There are lots of things I enjoy about writing historical fiction. In terms of plot, I appreciate the social constrictions of earlier times, because they provide so many opportunities for complications.
I love research. I can happily dive into sources, drawn from one fascinating fact to another until I surface hours later with a treasure trove of material. There’s so much to learn!
The clothes are great, too. Gloves and cloaks and bonnets. Ballgowns and walking dresses. Half boots and dancing slippers.
But if I have to pick one favorite thing it’s the language, particularly in the Regency period where I hang out, with a huge shout-out to Georgette Heyer for showing us the way in this regard. Who could resist the phrases?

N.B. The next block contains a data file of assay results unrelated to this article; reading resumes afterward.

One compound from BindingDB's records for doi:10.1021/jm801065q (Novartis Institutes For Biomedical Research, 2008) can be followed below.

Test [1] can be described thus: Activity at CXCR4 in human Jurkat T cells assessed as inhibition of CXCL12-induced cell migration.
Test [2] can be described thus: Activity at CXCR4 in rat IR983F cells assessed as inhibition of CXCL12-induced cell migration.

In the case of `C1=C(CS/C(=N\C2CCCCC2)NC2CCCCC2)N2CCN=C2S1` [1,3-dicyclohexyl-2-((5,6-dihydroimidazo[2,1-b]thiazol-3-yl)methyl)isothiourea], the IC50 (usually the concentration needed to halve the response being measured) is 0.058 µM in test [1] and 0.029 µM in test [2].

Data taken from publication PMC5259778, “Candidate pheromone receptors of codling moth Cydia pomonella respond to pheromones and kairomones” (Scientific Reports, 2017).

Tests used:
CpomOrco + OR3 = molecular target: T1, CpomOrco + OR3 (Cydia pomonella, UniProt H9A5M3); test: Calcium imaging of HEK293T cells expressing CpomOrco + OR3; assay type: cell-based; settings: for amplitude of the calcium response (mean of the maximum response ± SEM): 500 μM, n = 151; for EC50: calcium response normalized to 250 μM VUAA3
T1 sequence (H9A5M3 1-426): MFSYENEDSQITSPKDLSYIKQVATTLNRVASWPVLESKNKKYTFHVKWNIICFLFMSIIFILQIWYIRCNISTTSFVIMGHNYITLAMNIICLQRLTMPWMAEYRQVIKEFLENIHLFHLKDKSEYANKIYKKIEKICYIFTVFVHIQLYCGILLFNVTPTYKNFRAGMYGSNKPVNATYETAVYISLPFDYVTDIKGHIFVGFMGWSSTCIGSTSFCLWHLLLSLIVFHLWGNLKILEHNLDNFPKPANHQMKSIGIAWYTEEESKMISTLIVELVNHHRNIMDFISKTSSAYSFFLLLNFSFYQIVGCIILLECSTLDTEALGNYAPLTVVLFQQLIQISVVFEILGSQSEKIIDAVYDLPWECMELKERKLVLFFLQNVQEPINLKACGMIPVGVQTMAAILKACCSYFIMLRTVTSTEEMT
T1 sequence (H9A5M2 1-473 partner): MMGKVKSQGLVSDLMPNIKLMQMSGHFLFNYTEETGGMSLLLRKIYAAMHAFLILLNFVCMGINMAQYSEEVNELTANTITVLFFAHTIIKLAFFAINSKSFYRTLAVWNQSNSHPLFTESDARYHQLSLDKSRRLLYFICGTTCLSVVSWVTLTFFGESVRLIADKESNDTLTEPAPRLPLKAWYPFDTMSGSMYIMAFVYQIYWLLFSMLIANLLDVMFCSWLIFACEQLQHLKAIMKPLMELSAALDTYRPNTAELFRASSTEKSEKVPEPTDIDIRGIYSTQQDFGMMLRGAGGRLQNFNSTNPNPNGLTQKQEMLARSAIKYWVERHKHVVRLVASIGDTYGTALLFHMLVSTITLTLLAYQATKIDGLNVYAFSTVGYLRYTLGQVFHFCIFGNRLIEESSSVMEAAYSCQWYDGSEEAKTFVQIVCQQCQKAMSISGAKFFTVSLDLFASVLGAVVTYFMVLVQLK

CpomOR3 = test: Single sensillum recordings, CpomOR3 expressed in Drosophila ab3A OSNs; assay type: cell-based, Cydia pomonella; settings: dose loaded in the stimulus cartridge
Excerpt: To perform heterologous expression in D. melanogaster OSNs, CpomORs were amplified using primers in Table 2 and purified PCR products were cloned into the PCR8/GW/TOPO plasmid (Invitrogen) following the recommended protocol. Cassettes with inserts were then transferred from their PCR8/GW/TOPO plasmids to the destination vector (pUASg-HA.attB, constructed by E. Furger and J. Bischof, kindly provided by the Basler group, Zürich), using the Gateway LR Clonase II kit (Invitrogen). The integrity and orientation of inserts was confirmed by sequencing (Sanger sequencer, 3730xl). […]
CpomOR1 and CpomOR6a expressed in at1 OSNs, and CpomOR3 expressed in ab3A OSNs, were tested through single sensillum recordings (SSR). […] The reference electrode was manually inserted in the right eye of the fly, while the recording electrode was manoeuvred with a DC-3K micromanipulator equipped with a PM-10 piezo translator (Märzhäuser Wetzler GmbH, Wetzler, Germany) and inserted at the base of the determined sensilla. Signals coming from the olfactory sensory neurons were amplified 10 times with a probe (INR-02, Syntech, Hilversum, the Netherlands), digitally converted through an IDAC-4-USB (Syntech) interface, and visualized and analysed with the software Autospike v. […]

A stupid or silly person can be — bacon-brained, beef-witted, bird-witted, a chucklehead, a fatwit, a nincompoop, a rattleplate, a slowtop, or scatter witted.
They called gin blue ruin, Flash of Lightning, Old Tom, and Stark Naked. The latter presumably because of the state in which you might find yourself after a drinking bout. And the wonderful terms they had for those who’d overindulged — drunk as a wheelbarrow, in your cups, castaway, disguised, eaten Hull cheese, foxed, jug-bitten, properly shot in the neck, tap-hackled, and top-heavy. And if you tried to lie about your condition, you were telling bouncers or Canterbury tales or plumpers, cutting shams, or pitching the gammon.